Richmond serves as the capital of the US state of Virginia and is located in the Piedmont region in the state's east-central portion, on the fall line of the James River. The city covers 162.05 sq. km and is considered one of the oldest cities in the United States. Richmond is a major politically independent central metropolitan city, along with its abundant well preserved historical and cultural profile, which played a huge role during the American Civil War as a Confederate state of America.
Geography And Climate Of Richmond
Richmond covers a total area of 162.05 sq. km, of which 6.85 sq. km is occupied by water, and 155.20 sq. km is occupied by land. The city forms the heart of the "Richmond Metropolitan Statistical Area" and the "Greater Richmond Region." Richmond is situated approximately 148km south of Washington D.C., 71km west of Williamsburg, 146km east of Lynchburg, and 106km east of Charlottesville.
Like the rest of the cities in Virginia, Richmond experiences a humid subtropical climate, where summers are moist and humid, winter is cold and mild, with some snowfall in January and a significant amount of rainfall throughout the whole year. The temperatures vary anywhere between -1.6°C to 31.6°C and are rarely below -8.8°C or above 35.5°C. For visitors, the best time to visit for warm-weather activities is from late May to late June and from mid-August to early October, while January and February are the least comfortable months.
Brief History Of Richmond
Richmond’s history was crowded with a series of battles between the English settlers and the Powhatans (who were the native tribes in Virginia back then), from the day it was explored by the English colonists Christopher Newport and John Smith in 1607 until it was founded and named as Richmond by William Byrd II, in 1733. The name comes after the town Richmond-upon-Thames in England due to the very similar view of the river in both towns. The town of Richmond was later on incorporated in 1742 and played a significant role before the American Revolution, where the famous speech of Patrick Henry, “Give me Liberty, or Give me Death,” was delivered at Richmond’s St. John’s Church, and was the main inspiration for the Americans to seek independence from Great Britain. Richmond became the new capital of Virginia, replacing Williamsburg in 1779, and got incorporated as a city in 1782, after the end of the American Revolution. Richmond was also remarkable during the Civil War. It served as the Capital of Confederate States in 1860 and a hub for military spots, railways, and slavery markets before it got burned and fell to Union forces in 1865.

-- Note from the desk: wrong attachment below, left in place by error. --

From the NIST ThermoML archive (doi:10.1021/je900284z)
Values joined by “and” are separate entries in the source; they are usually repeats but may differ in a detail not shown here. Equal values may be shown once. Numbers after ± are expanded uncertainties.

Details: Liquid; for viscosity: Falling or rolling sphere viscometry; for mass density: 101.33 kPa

The Population And Economy Of Richmond
Richmond has a population of 226,610 residents, which makes it the 4th largest and most populous city in Virginia, after Virginia Beach. More than 90% of Richmond residents were born in the United States, with 60% of them born in Virginia, and around 5% of residents are not US citizens. The largest percentage of those not born in the United States are from Latin America.
Richmond has always been a central economic hub in the region. Considering its location on the James River, between the Piedmont and Tidewater regions of Virginia, the city was a powerhouse for trade, manufacturing, agriculture, cargo, finance, as well as a transportation hub due to its access to highways, railways, and sailing through the river canal. The city also served as the site of the first electric trolley system in the United States. Throughout the years, slave markets and tobacco were the first and major parts of the economy in the city. At present, the city's economy is mainly driven by finance, law, and government, as well, as it's an attractive location for new businesses that offer modern services, technologies, and different manufactured products. In another economic perspective showing taxes and figures, a recent survey showed that The average household income in Richmond is $76,182, with an unemployment rate of 6.5%. As for tax rates, the city has a 6.0% sales tax and 6% income tax.
Richmond's Top Attractions
From historical and cultural museums to plentiful outdoor green spaces, along with a diverse collection of restaurants, breweries, and shopping centers. Below are some of the top attractions in Richmond:
American Civil War Museum and The White House of the Confederacy
The historic Tredegar and the White House of the Confederacy are located about 1.5 miles away from each other. They display a unique and interactive exploration of the Civil War from the Confederate, Union, and African American participants' perspectives.
Hollywood Cemetery was established in 1847, featuring many beautiful gardens, monuments, and fountains overlooking the James River. This cemetery serves as the final resting abode of several famous Virginian figures.
Maymont Mansion & Nature Center
Maymont was the residence of James Henry and Sally May Dooley, who donated the mansion to Richmond after their deaths. The 33-room Victorian-style mansion is full of original furniture and artifacts, specialty gardens, and a beautiful arboretum. Visitors also enjoy the carriage collection and the petting zoo there.
Virginia State Capitol
The Virginia State Capitol is the administrative seat of the state government of the Commonwealth of Virginia. It was designed by Thomas Jefferson and first occupied in 1788 by Virginia's General Assembly.
The Canal Walk
The canal walk is located along downtown's riverfront as an icon of Richmond for decades. Stretching along the James River, the canal walk has been entertaining visitors and residents alike.
The capital city of Virginia has it all. From historic buildings that date back to as early as 1742 to botanical gardens, and natural views, to local events and farmers' markets, this city has a lively mix of old and new, attracting tourists, and residents with different interests and ages.